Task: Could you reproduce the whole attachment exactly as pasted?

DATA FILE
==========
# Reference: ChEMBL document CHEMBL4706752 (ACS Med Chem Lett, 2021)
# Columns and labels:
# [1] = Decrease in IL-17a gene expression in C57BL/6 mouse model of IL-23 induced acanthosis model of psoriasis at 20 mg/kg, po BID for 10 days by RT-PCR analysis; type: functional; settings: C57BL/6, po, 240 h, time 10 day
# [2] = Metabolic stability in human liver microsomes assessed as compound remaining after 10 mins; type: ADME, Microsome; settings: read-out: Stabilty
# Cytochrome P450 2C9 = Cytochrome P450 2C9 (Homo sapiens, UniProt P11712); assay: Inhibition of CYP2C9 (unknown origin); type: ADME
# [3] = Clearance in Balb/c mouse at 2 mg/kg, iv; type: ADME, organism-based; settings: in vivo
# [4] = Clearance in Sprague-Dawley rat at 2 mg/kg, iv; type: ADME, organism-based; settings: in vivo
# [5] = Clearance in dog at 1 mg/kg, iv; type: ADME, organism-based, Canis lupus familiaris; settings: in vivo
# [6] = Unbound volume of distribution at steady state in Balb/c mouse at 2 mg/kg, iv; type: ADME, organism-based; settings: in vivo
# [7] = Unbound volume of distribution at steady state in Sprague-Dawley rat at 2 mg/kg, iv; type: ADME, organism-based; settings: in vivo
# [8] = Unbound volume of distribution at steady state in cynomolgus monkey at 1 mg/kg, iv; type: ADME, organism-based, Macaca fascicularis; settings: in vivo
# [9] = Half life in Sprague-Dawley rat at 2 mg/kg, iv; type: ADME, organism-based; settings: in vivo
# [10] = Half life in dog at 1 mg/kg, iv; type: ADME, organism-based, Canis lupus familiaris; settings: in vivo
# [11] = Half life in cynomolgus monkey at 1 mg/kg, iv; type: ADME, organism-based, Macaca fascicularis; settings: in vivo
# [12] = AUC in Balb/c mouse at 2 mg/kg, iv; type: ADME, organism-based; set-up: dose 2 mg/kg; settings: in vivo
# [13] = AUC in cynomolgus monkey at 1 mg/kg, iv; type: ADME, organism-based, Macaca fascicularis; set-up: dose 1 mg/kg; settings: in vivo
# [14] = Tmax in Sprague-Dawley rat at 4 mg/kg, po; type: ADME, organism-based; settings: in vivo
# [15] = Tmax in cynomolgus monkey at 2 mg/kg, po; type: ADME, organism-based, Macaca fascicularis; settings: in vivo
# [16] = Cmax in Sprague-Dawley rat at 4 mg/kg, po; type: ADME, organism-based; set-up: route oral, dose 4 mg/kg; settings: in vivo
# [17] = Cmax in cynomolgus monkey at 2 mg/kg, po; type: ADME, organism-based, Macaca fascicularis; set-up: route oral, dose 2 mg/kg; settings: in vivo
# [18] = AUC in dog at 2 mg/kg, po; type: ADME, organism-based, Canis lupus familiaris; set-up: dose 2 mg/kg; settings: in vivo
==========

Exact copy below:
# Reference: ChEMBL document CHEMBL4706752 (ACS Med Chem Lett, 2021)
# Columns and labels:
# [1] = Decrease in IL-17a gene expression in C57BL/6 mouse model of IL-23 induced acanthosis model of psoriasis at 20 mg/kg, po BID for 10 days by RT-PCR analysis; type: functional; settings: C57BL/6, po, 240 h, time 10 day
# [2] = Metabolic stability in human liver microsomes assessed as compound remaining after 10 mins; type: ADME, Microsome; settings: read-out: Stabilty
# Cytochrome P450 2C9 = Cytochrome P450 2C9 (Homo sapiens, UniProt P11712); assay: Inhibition of CYP2C9 (unknown origin); type: ADME
# [3] = Clearance in Balb/c mouse at 2 mg/kg, iv; type: ADME, organism-based; settings: in vivo
# [4] = Clearance in Sprague-Dawley rat at 2 mg/kg, iv; type: ADME, organism-based; settings: in vivo
# [5] = Clearance in dog at 1 mg/kg, iv; type: ADME, organism-based, Canis lupus familiaris; settings: in vivo
# [6] = Unbound volume of distribution at steady state in Balb/c mouse at 2 mg/kg, iv; type: ADME, organism-based; settings: in vivo
# [7] = Unbound volume of distribution at steady state in Sprague-Dawley rat at 2 mg/kg, iv; type: ADME, organism-based; settings: in vivo
# [8] = Unbound volume of distribution at steady state in cynomolgus monkey at 1 mg/kg, iv; type: ADME, organism-based, Macaca fascicularis; settings: in vivo
# [9] = Half life in Sprague-Dawley rat at 2 mg/kg, iv; type: ADME, organism-based; settings: in vivo
# [10] = Half life in dog at 1 mg/kg, iv; type: ADME, organism-based, Canis lupus familiaris; settings: in vivo
# [11] = Half life in cynomolgus monkey at 1 mg/kg, iv; type: ADME, organism-based, Macaca fascicularis; settings: in vivo
# [12] = AUC in Balb/c mouse at 2 mg/kg, iv; type: ADME, organism-based; set-up: dose 2 mg/kg; settings: in vivo
# [13] = AUC in cynomolgus monkey at 1 mg/kg, iv; type: ADME, organism-based, Macaca fascicularis; set-up: dose 1 mg/kg; settings: in vivo
# [14] = Tmax in Sprague-Dawley rat at 4 mg/kg, po; type: ADME, organism-based; settings: in vivo
# [15] = Tmax in cynomolgus monkey at 2 mg/kg, po; type: ADME, organism-based, Macaca fascicularis; settings: in vivo
# [16] = Cmax in Sprague-Dawley rat at 4 mg/kg, po; type: ADME, organism-based; set-up: route oral, dose 4 mg/kg; settings: in vivo
# [17] = Cmax in cynomolgus monkey at 2 mg/kg, po; type: ADME, organism-based, Macaca fascicularis; set-up: route oral, dose 2 mg/kg; settings: in vivo
# [18] = AUC in dog at 2 mg/kg, po; type: ADME, organism-based, Canis lupus familiaris; set-up: dose 2 mg/kg; settings: in vivo